As much it is important to look at the accomplishments, it is important to look at the bookends. Elliott’s final full-time season was 2003, while Wallace’s last full-time season was in 2005. Elliott’s 2003 season started poorly, but he climbed from 36th position in points to ninth. That climb in the points was all Elliott had.

Wallace, on the other hand, was competing for the championship from the start. Before the playoffs started in 2005, Wallace had seven top fives, 14 top 10s and was third in points. He was even second in points seven points behind Johnson after the second playoffs race at Dover International Speedway. Unfortunately,  the last eight races were not good for him, and a second title was not in the cards.

At the end of their careers, Wallace beat Elliott in most major statistical categories while competing in 122 fewer starts.

There may be some missing trophies, like the Daytona 500, missing from his shelf. But Wallace won three or more times at eight different tracks, including his his nine wins at Bristol Motor Speedway. Wallace’s racing career made him a lock for the Hall of Fame class of 2013 before Elliott in 2015.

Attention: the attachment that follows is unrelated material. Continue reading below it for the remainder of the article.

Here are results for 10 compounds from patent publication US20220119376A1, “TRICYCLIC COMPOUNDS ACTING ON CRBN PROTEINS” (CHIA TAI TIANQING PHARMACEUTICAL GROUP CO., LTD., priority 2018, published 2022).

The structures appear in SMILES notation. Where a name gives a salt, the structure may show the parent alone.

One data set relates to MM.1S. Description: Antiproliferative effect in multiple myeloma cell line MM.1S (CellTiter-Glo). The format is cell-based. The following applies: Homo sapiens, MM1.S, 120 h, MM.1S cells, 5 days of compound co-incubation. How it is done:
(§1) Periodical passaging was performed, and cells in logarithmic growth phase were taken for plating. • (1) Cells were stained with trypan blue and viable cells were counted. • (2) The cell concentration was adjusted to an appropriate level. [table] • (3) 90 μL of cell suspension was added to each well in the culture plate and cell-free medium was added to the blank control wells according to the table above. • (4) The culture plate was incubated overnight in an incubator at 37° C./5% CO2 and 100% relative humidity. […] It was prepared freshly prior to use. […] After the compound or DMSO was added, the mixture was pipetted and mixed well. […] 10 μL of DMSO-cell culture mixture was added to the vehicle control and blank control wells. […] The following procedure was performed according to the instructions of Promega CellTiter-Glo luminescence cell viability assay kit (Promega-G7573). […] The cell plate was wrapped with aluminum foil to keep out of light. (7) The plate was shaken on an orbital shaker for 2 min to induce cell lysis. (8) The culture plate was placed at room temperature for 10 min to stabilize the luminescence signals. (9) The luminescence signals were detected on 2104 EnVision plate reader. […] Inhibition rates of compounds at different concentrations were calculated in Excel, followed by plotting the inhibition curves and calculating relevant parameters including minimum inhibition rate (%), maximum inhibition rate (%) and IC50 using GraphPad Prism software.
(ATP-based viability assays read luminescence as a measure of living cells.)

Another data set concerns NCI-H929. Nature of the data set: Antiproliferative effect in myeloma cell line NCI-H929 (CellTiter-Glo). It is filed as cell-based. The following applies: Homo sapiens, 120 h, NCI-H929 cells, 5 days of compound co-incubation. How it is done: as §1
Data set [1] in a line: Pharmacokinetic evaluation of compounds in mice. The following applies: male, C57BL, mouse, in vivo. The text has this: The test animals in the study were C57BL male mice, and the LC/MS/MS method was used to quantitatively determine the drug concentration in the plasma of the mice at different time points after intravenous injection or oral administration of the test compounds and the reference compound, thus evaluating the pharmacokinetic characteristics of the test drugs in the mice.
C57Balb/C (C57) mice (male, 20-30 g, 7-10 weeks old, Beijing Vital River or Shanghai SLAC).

Wallace’s car number might have been No. 2 but he raced for the No. 1 spot far more than Elliott. ~Jared Haas

About the author

Erin Campbell has loved NASCAR and marketing for as long as she can remember. As a fan, she loves to talk about and educate other fans on the inner workings of the Sport. As a marketer, she also loves to consult with businesses involved in the sport to connect fans to the brands that they love.

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I’d go with Elliott because he won the “Big Ones,” the benchmark for greatness in any sport. Especially in individual sports like tennis and golf, we look at Grand Slams won before any other statistical trivia. Nobody cares how many Hanes Underwear 500’s a guy has, but Daytona 500’s, Brickyards and Southern 500’s elevate a driver to superstar status.


With Bill Elliott one must also remember that he went winless for 8 seasons (or so) while he attempted the owner/driver trick. If Elliott had stayed in competitive equipment for his entire career, his top 10, top 5, and win totals would be much different. After many had written Elliott off as no longer competitive, he came back and won several more races with Evernham – something few drivers have done after such a long winless streak and so late in a career. Elliott also started his Cup career by driving for a family team several years before Melling got involved. It took Elliott 5 years to win his first race, but after Melling and sponsor Coors came on board, wins began to pile up quickly. This brings up another impressive aspect of Elliott’s career, that being the number of wins he achieved from 1985 through 1992.